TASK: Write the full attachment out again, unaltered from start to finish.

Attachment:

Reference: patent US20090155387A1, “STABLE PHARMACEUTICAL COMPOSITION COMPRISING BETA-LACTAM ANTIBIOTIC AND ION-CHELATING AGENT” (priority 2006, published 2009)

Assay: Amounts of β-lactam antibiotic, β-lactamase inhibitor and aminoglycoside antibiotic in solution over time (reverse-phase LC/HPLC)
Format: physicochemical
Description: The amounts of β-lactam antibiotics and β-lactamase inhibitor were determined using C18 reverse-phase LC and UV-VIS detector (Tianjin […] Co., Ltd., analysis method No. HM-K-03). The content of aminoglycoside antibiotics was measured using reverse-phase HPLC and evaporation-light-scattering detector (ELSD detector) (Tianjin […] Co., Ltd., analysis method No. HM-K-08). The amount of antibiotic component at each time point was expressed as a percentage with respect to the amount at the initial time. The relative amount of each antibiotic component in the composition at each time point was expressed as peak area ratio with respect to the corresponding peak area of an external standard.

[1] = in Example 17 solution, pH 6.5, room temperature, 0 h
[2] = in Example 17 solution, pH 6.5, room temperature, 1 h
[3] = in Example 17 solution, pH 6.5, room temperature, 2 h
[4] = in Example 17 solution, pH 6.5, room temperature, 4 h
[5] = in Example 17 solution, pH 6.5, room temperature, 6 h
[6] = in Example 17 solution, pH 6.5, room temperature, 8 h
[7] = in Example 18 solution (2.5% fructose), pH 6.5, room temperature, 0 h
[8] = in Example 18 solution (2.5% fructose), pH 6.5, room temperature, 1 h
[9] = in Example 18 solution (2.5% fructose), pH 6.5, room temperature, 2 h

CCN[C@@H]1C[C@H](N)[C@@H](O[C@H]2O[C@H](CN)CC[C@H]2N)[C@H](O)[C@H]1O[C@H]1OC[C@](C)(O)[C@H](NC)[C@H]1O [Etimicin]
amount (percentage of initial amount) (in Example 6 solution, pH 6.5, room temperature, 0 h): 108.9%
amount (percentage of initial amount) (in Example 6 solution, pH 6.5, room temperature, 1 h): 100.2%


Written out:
Reference: patent US20090155387A1, “STABLE PHARMACEUTICAL COMPOSITION COMPRISING BETA-LACTAM ANTIBIOTIC AND ION-CHELATING AGENT” (priority 2006, published 2009)

Assay: Amounts of β-lactam antibiotic, β-lactamase inhibitor and aminoglycoside antibiotic in solution over time (reverse-phase LC/HPLC)
Format: physicochemical
Description: The amounts of β-lactam antibiotics and β-lactamase inhibitor were determined using C18 reverse-phase LC and UV-VIS detector (Tianjin […] Co., Ltd., analysis method No. HM-K-03). The content of aminoglycoside antibiotics was measured using reverse-phase HPLC and evaporation-light-scattering detector (ELSD detector) (Tianjin […] Co., Ltd., analysis method No. HM-K-08). The amount of antibiotic component at each time point was expressed as a percentage with respect to the amount at the initial time. The relative amount of each antibiotic component in the composition at each time point was expressed as peak area ratio with respect to the corresponding peak area of an external standard.

[1] = in Example 17 solution, pH 6.5, room temperature, 0 h
[2] = in Example 17 solution, pH 6.5, room temperature, 1 h
[3] = in Example 17 solution, pH 6.5, room temperature, 2 h
[4] = in Example 17 solution, pH 6.5, room temperature, 4 h
[5] = in Example 17 solution, pH 6.5, room temperature, 6 h
[6] = in Example 17 solution, pH 6.5, room temperature, 8 h
[7] = in Example 18 solution (2.5% fructose), pH 6.5, room temperature, 0 h
[8] = in Example 18 solution (2.5% fructose), pH 6.5, room temperature, 1 h
[9] = in Example 18 solution (2.5% fructose), pH 6.5, room temperature, 2 h

CCN[C@@H]1C[C@H](N)[C@@H](O[C@H]2O[C@H](CN)CC[C@H]2N)[C@H](O)[C@H]1O[C@H]1OC[C@](C)(O)[C@H](NC)[C@H]1O [Etimicin]
amount (percentage of initial amount) (in Example 6 solution, pH 6.5, room temperature, 0 h): 108.9%
amount (percentage of initial amount) (in Example 6 solution, pH 6.5, room temperature, 1 h): 100.2%